1990 Cincinnati Reds, World Series Champions

The 1990 Cincinnati Reds posted a record of 91-71, finished 5 games ahead of the Los Angeles Dodgers in the National League West, and then beat National League MVP and Cy Young winners Barry Bonds and Doug Drabek, and the Pittsburgh Pirates to move on to the World Series where they swept the Oakland A’s with American League MVP and Cy Young winners Rickey Henderson and Bob Welch.

According to Baseball Reference, the top 12 players on the 1990 Reds roster by Wins Above Replacement (WAR) were:

  • Jose Rijos – World Series MVP
  • Barry Larkin – 2012 Hall of Fame inductee
  • Chris Sabo
  • Rob Dibble – co MVP National League Championship Series
  • Norm Charlton
  • Tom Browning
  • Eric Davis
  • Randy Myers – – co MVP National League Championship Series
  • Jack Armstrong
  • Mariano Duncan
  • Billy Hatcher, and
  • Hal Morris

The team was well balanced in all aspects of the game. The offense lead the league with a .265 team batting average. The defense led the league with the fewest errors allowed, 102, and tied the San Francisco Giants for first in team fielding percentage at .983. The pitching staff trailed only the New York Mets staff of Doc Gooden, David Cone, Frank Viola, and Sid Fernandez with 1,029 strike outs and finished the season with the second best ERA of 3.39 to the Montreal Expos 3.37.

A second key to the team’s success was its ability to play small ball. The 1990 Reds hit only 125 home runs, two below the NL team average of 127, but they trailed only the Chicago Cubs in hits with 1,466, and only the Pittsburgh Pirates in doubles with 284. They were fourth in the league with 166 stolen bases and were caught stealing only 28% of the time. The 1990 MLB averages for stolen bases was 14 per player and for doubles the figure was 24. The 1990 Reds featured 5 players above the average in doubles and four above the average in stolen bases:

  • Chris Sabo – 38 doubles, 25 stolen bases
  • Billy Hatcher – 28 doubles, 30 stolen bases
  • Eric Davis – 26 doubles, 21 stolen bases
  • Barry Larkin – 25 doubles, 30 stolen bases
  • Paul O’Neill – 28 doubles, 13 stolen bases

Mariano Duncan was just below the league averages that year with 22 doubles and 13 stolen bases.

Finally, the Reds pitching staff consisted of big-game shut-down artists who made the likes of Barry Bonds, Bobby Bonilla, Jose Canseco, and Mark McGwire of little to no consequence in the League Championship and World Series. The A’s were limited to only 3 home runs, a batting average of .207 compared to their .254 average for the year, and OPS of just .574 compared to their .727 for the year. Jose Rijos lowered his season WHIP of 1.162 to just .913 in 15 innings to earn 2 wins and the MVP trophy for the World Series. He struck out 14, gave up only 9 hits, and allowed only 1 earned run for an incredible ERA of 0.59. Likewise, the Pirates team BA fell 65 points to .194 in the League Championship Series. Bonds batted a paltry .167 and struck out 5 times. Bonilla managed a .190 BA, but OPS of only .530. Randy Myers picked up 3 of the 4 saves striking out 7 and giving up only 2 hits in 5 2/3 innings for a WHIP of .882. Rob Dibble struck out 10 in 5 innings of relief, yielded only 1 walk, and gave up no hits for an insane WHIP of .200!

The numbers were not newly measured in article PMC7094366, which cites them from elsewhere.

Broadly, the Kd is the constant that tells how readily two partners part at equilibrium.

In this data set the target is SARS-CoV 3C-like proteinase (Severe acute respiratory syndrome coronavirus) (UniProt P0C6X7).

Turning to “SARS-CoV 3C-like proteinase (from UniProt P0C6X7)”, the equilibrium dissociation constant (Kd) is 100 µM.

Remember and celebrate the 1990 Cincinnati Reds season and world championship with a team card pack from Big Bubbos for just $9.00 with free shipping! Each team pack includes 20 cards with at least 10 of those being from the top 12 players of the season. Team packs consist of Topps, Fleer, Upper Deck, and Score brands and all cards are in excellent condition. Send an email to bigbubbo@yahoo.com for a specific list of cards per pack.

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It’s the World Series! Who is Rooting for the Astros?

The Houston Astros represented the National League in the 2005 World Series and were swept by the Chicago White Sox. In 2017, the Astros will represent the American League against the Los Angeles Dodgers.

The 2005 team were led by future Hall of Famer Craig Biggio and it was the last season for Jeff Bagwell, also a Hall of Fame inductee and both of whom were lifelong Astros. With the exception of big name free agent pitchers Roger Clemens and Andy Pettitte, the team was pretty much all home-grown.

According to Baseball Reference, Biggio is the all-time Astros career leader in 18 offensive categories including Games Played, At Bats, Plate Appearances, Runs, Hits, Doubles, Total Bases, and Extra Base Hits. Bagwell is the all-time Astros leader in Home Runs, RBI, Walks, Intentional Walks, Sacrifice Flies, and 8 other categories.

The 2017 Astros are also home-grown, a fine testament to the organization’s farm system, and a most exciting team to watch. Three of the current stars: Jose Altuve, Carlos Correa, and George Springer, are all under 28 years of age and their names already appear in the Top 10 Astros Career Statistics list for numerous categories. Altuve leads the current group with 15 Top 10 Career Stats lists including Hits (9th), Total Bases (9th), Doubles (6th), Stolen Bases (4th), and Extra Base Hits (9th).

Correa appears in 7 Top 10 Astros Career lists and currently stands at 8th on Astros career On-Base Percentage (.366), 5th in Slugging Percentage (.498), 4th in OPS (.863), and 9th in At Bats per Home Run (21.0). Springer appears in 4 Top 10 lists and currently stands 9th in Slugging (.478), 7th in OPS (.837), and 6th in At Bats per Home Run (18.9)! Here’s hoping that these three players spend their careers in a Houston uniform and set new standards in these and many more statistical categories as well as joining Biggio and Bagwell in the Hall of Fame.

Go to my Craig Biggio baseball cards page.